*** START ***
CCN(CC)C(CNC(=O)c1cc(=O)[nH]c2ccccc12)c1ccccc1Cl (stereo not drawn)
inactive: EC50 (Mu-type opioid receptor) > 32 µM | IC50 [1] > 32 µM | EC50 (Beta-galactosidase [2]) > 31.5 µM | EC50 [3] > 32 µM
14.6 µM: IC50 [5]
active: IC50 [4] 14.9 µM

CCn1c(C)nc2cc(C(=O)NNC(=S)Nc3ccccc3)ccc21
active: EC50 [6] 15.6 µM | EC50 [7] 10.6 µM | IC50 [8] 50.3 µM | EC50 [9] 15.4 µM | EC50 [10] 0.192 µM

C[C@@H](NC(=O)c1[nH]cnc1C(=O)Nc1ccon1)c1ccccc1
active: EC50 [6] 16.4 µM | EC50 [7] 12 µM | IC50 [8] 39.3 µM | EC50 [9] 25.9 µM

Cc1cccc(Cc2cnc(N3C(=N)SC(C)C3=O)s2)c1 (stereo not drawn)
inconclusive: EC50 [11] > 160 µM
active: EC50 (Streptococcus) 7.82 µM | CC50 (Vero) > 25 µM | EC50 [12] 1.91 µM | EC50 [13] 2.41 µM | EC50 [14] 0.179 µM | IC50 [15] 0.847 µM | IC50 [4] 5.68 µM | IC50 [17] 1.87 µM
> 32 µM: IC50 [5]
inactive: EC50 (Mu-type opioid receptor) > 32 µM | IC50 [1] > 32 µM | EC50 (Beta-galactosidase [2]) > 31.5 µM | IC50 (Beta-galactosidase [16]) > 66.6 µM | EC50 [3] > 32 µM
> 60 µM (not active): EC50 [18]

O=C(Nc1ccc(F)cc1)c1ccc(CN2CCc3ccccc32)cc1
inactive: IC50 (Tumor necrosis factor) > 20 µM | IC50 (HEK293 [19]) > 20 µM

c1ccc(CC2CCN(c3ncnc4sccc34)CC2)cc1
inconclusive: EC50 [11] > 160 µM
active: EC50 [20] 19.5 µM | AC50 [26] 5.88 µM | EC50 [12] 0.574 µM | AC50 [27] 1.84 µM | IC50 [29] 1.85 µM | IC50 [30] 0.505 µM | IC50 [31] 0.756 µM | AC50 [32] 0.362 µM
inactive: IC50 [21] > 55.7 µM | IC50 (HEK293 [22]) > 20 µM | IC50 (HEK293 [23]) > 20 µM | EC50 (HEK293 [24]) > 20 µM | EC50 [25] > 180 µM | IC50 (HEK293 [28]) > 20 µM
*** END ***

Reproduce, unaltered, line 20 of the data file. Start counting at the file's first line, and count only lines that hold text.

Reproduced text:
inactive: IC50 [21] > 55.7 µM | IC50 (HEK293 [22]) > 20 µM | IC50 (HEK293 [23]) > 20 µM | EC50 (HEK293 [24]) > 20 µM | EC50 [25] > 180 µM | IC50 (HEK293 [28]) > 20 µM